Snow has been falling in the Alps and Rockies, prompting a flurry of excitement and social-media activity among skiers. In Tignes, France, where the lifts on the glacier have been open since October 17, 30cm of fresh snow fell on Tuesday, offering powder skiing and conditions, according to a spokesman, “more like the middle of winter than autumn”. In the US, Wolf Creek in Colorado became the first resort to open, turning on its lifts on Wednesday after 56cm of snow fell in a storm the previous weekend. Mount Norquay in Alberta opened last Saturday, the first resort in Canada to do so, and the earliest opening in its 95-year history.
But while the snow may be good, numerous questions remain over whether skiers will be able to access it. Resorts worldwide have made efforts to reassure clients that they plan to open as usual, with various coronavirus-safety measures in place. However, regional or national lockdowns could of course interfere, while border closures and quarantine rules threaten to severely restrict international visitors.
Last weekend’s opening of Cervinia, one of Italy’s biggest resorts, has proved a worrying example of what could go wrong. The resort’s lifts began running on Saturday for a season that should have continued until May. In fact it lasted just two days — on Sunday the Italian government issued an emergency decree closing ski resorts to everyone except professional racers until November 24. Images showing long queues outside the ticket office in Cervinia, as well as a crowded cable car, went viral on the Saturday, though it is not known if the pictures influenced the government’s decision. Adding to the confusion is the fact that some Italian resorts have remained open: Val Senales and Sulden am Ortler continue to operate thanks to being in the semi-autonomous South Tyrol region.
Following President Macron’s announcement on Wednesday night, Tignes’ glorious early season will be brought to an abrupt end. The lifts were due to run for a final time on Thursday, weather permitting, but will then remain closed until at least December; the same will be true for the glacier-skiing area at Les Deux Alpes. In fact, losing the autumn skiing season will be a marketing blow more than anything — participation is mainly limited to racers in training and a tiny number of devotees. The crucial question is whether French resorts will be able to reopen in time for Christmas.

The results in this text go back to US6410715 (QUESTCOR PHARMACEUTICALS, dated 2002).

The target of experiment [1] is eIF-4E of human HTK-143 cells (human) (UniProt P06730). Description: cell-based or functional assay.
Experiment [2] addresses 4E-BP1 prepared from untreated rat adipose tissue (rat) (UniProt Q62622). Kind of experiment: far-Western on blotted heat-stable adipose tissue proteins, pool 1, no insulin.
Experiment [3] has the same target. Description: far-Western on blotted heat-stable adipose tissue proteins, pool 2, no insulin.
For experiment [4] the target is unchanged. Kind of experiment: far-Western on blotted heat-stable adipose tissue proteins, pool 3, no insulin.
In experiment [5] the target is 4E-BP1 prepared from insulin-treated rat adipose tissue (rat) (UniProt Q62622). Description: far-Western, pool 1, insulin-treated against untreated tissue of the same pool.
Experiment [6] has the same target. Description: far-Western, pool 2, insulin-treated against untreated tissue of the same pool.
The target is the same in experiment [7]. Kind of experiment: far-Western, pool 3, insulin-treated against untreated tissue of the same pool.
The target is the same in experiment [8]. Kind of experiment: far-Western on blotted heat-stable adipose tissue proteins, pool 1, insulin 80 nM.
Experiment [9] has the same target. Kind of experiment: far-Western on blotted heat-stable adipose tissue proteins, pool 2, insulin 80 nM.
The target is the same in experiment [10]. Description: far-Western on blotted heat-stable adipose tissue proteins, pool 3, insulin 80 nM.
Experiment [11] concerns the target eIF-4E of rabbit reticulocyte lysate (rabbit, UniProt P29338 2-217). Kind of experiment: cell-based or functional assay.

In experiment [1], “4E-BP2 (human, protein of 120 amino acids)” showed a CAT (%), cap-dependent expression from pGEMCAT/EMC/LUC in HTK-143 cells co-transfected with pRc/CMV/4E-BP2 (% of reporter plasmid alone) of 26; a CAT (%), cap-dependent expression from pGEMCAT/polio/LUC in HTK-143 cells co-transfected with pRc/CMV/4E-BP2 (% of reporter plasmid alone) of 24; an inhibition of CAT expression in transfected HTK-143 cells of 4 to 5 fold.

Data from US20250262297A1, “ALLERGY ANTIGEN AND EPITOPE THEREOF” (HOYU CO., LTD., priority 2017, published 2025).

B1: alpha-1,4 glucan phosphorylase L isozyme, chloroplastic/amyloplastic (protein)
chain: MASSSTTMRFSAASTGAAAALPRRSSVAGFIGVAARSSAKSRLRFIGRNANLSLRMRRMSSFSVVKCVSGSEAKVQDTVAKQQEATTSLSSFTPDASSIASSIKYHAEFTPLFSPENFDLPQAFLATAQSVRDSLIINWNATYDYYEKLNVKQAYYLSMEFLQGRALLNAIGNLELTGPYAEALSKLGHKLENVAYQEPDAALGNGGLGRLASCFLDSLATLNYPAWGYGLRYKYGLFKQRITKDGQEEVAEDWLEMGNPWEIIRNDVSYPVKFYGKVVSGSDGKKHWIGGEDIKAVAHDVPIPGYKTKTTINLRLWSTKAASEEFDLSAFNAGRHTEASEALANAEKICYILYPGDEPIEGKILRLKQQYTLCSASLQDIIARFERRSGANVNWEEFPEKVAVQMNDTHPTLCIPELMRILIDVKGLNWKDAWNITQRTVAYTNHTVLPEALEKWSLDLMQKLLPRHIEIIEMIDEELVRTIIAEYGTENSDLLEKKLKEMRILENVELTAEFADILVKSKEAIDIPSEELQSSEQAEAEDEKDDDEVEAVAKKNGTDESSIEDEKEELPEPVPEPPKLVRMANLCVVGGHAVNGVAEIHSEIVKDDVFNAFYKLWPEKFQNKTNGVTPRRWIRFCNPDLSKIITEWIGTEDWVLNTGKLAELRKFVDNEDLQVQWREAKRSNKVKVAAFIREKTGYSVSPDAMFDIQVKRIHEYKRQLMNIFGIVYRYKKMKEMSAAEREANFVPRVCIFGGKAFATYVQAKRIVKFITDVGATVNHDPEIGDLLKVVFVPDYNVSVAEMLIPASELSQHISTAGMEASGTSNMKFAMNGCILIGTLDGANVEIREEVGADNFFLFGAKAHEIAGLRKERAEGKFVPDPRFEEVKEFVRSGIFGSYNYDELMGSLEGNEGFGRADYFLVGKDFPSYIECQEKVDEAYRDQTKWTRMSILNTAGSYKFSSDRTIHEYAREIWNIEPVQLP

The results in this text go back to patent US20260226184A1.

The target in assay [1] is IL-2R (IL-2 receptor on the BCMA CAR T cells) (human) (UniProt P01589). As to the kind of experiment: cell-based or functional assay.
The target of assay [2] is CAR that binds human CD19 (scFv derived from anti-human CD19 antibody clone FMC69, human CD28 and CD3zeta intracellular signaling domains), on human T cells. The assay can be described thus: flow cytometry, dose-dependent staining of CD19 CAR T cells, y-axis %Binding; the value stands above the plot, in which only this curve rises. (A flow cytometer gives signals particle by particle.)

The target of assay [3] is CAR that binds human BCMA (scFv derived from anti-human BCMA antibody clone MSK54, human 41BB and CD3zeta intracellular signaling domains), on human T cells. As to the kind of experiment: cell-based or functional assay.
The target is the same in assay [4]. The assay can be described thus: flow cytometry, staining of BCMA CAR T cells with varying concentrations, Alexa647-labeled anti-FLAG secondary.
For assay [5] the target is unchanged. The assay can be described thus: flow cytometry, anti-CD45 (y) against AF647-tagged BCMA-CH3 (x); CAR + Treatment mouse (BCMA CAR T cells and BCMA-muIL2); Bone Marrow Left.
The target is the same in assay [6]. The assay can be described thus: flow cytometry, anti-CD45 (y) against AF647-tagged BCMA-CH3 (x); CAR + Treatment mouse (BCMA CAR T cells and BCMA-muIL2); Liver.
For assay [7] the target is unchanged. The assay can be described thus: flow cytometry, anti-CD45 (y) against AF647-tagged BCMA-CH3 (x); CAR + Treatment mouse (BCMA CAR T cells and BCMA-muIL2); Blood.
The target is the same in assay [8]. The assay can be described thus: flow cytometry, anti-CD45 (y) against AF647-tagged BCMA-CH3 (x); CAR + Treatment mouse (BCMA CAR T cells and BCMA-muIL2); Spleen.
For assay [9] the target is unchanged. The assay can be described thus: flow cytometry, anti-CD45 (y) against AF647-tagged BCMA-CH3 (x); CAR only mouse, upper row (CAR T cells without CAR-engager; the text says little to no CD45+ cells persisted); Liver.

Resorts around the world have been keen to stress that skiing itself is a low-risk activity, thanks to the fresh air and abundant space. Most have introduced similar protective measures to address the areas where social distancing is harder, requiring mask-wearing on lifts and in lift queues, installing abundant hand-sanitiser stations and severely restricting après-ski. Numerous season-opening concerts and parties have been cancelled and drinks will typically only be served to seated customers.
The big difference is on the question of limiting numbers. In general, Alpine resorts seem to be relying on a predicted fall in international visitors to avoid the need for a formal system of restricting lift pass sales, or for stipulating reduced capacity on cable cars and chairlifts. The French resort of Val d’Isère, for example, would ordinarily expect more than 40 per cent of skiers to be from the UK, a number that is likely to be significantly cut by current quarantine regulations.
In the US, by contrast, the majority of skiers are typically day-trippers from local cities, so capacity restrictions could be more necessary. Vail Resorts, for example, has announced it will operate a pre-booking system across all its 34 North American resorts, with pass sales halted once limits have been reached.
Vail, in line with many North American resorts, will also impose social distancing on its lifts: groups of friends or family can ride together but strangers will be separated by at least two unoccupied seats on a chairlift, or sat on opposite sides of a gondola. Jackson Hole in Wyoming is cutting the capacity of its celebrated “tram” cable car from 100 to 51, as well as capping the overall number of skiers per day.
Tour operators in the UK are reporting growing interest in late-season trips, for the Easter holidays and beyond, in the hope that the coronavirus situation might have improved. Possible beneficiaries include the French resort of Val Thorens, the highest in Europe, where the season is due to extend until May 9, and Riksgransen in arctic Sweden. The latter is so far north the season does not start until February 26 and the lifts are not scheduled to close until May 23.
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